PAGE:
SYCAMORE TOWNSHIP, Ohio — Adversity is not in Quinn Smith's vocabulary.
The Moeller High School senior lacrosse player knew from an early age that nothing was going to hinder his effort in athletics.
Smith, 18, was born with a congenital amputation of his right arm below the elbow as a result of an unknown genetic anomaly.
"I think because of my situation of only having one hand and not so much mobility on the other side - I think that's what created the work ethic I have," Smith said.
"I think if I had two hands - it could potentially be there - but I don't think it'd be as strong or I'd have as much desire to succeed."
The path to success during his only season of lacrosse at Moeller this spring hasn't always been easy.
Smith transferred to Moeller midway through his sophomore year and played hockey. He suffered a back injury before the lacrosse season and wasn't able to participate that spring.
As a junior, he played hockey but fractured his hip. He was back in time for the start of lacrosse before the COVID-19 pandemic canceled the spring season.
Even though he couldn't play lacrosse with the Crusaders last year, Smith lifted and practiced on his own.
"With the injuries and everything he does not know what adversity means," Moeller lacrosse coach Sean McGinnis said. "He just knows to blow right through it."
That mentality for Smith is evident this season.
"He can really tailor what he does to the fact that he has one hand," said Maren Pajari-Smith, Quinn's mother. "It doesn't impede him in any way. He can be creative with how he passes, catches and shoots."
Smith, who plays attack, has helped to lead the Crusaders to a 9-1 record as Moeller prepares to host Springboro (10-2) at 6:30 p.m. Wednesday.
The Belmont (N.C.) Abbey College signee has 13 goals and 14 assists.
"In my close to 20 years of coaching you just run across a special type of player," McGinnis said.
"I've been lucky to coach some really great kids and especially here at Moeller and just some fantastic young men over the course of my career. It's great when you have a glue guy and that's what Quinn is."
Smith's cool, laid-back demeanor helps his teammates on the field and in the locker room. His good-natured ribbing and one-liners put others at ease.
Smith didn't put his name in for captain consideration this season because he knew he could be a leader without the 'C' on his jersey.
"I think that kind of speaks to his personality," said Pajari-Smith. "He doesn't have to be in that spotlight. He knows what he can contribute and what his abilities are and I think the guys respect him for that, too."
The Crusaders understand Smith's unselfish nature. His knowledge and passion for lacrosse allows him to think a few steps ahead during a game; that can create problems for the defense.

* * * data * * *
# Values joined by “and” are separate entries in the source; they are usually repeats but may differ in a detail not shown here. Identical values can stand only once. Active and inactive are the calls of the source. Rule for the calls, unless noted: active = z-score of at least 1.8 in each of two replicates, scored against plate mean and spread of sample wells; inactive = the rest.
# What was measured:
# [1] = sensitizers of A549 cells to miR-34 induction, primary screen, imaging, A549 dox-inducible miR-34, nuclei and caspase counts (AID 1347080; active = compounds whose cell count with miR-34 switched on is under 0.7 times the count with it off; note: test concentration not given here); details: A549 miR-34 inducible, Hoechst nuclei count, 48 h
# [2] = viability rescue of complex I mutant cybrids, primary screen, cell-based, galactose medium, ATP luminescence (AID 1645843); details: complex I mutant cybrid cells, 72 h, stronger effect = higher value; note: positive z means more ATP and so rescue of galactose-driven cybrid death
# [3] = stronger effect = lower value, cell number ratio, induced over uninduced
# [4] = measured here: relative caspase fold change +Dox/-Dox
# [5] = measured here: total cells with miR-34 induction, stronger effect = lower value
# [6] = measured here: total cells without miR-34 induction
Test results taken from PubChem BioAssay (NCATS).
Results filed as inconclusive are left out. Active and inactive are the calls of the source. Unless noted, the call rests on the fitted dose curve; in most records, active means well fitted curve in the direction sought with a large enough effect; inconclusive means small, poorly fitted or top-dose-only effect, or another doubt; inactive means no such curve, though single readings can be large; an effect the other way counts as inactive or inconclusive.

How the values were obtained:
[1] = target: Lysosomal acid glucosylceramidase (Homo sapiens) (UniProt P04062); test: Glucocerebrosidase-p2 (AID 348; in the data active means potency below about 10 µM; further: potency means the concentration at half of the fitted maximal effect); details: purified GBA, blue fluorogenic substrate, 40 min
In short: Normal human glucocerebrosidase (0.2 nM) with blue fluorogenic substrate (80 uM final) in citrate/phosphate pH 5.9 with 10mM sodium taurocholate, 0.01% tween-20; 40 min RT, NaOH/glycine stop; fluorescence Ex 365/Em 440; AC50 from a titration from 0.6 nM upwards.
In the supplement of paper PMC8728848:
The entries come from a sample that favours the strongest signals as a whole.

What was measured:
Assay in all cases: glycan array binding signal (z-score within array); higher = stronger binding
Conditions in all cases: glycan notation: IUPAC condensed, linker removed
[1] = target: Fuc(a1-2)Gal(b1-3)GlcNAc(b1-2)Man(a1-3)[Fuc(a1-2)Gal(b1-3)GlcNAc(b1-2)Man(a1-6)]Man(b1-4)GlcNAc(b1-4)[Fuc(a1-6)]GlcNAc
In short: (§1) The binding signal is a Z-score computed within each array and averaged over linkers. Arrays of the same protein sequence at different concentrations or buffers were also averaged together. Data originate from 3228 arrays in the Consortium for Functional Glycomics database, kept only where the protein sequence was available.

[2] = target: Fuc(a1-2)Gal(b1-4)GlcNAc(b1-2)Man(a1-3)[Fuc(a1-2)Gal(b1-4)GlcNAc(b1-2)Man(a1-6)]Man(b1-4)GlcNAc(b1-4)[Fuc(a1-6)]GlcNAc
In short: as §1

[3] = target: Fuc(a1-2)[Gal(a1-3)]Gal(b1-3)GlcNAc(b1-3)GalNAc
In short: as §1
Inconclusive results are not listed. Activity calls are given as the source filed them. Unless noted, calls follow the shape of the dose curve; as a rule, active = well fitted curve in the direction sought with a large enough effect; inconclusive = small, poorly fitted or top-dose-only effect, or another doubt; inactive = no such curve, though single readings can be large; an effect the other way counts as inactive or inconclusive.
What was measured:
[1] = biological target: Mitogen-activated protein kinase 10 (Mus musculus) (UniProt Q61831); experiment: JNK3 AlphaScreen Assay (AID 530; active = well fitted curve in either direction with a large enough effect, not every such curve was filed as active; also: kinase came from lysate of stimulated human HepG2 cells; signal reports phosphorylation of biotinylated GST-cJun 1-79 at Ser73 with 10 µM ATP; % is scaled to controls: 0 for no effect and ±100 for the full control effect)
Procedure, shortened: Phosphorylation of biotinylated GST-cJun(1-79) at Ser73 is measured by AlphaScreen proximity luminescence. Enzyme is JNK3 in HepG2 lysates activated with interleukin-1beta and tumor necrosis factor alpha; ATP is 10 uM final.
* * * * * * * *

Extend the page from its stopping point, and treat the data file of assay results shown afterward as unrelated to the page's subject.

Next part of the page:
"He really has an IQ for the game," McGinnis. "So he's able to talk about the things that we need to do better as a six-man unit offensively. He's almost like a fifth coach out on the field."
That leadership is no surprise to those who know Smith the most.
There wasn't a sport he didn't want to play growing up - whether that was soccer, hockey, lacrosse or baseball. He enjoys playing golf for recreation.
"In fact one of the things that actually frustrated him over the years was that he couldn't play football because of his hockey season," said Ken Smith, Quinn's father.
As a youngster, Quinn Smith didn't think twice about his right arm. He played baseball into middle school, including as a catcher because he knew that position was more challenging.
"'Adapt' might not even be the right word because he just figured out what he wanted to do and how to do it," said Ken Smith.
"There's times people do a double take and don't even realize that he's missing a hand."
Quinn Smith has usually heard respectful comments or questions when he's playing lacrosse. But, he's also heard reactions from opponents who underestimate him.
"I'm like, 'Watch this' and I will go do something the next play and they're like 'Oh,'" Quinn said. "I'm like, 'Exactly.'"
It's the creativity associated with lacrosse which Quinn likes the most about the sport he started in sixth grade.
"In my case I can't shoot righty or pass necessarily but with the way I've taught myself to use my wrist mobility and move the stick - it's allowed me to kind of create new passes or looks or shots that a lot of deep holes (defensive players) or goalies may have not seen before," Smith said.
McGinnis said Smith's skill set is also very good in transition where he can find the soft spot in the defense.
Like a coach on the field, Smith empowers his teammates with confidence.
"The kids love being around him," McGinnis said. "He's just an all-around great kid and he's a super-positive kid. Especially in this day a lot of people preach and talk about positivity and positive teams and positive teammates - he just exemplifies that."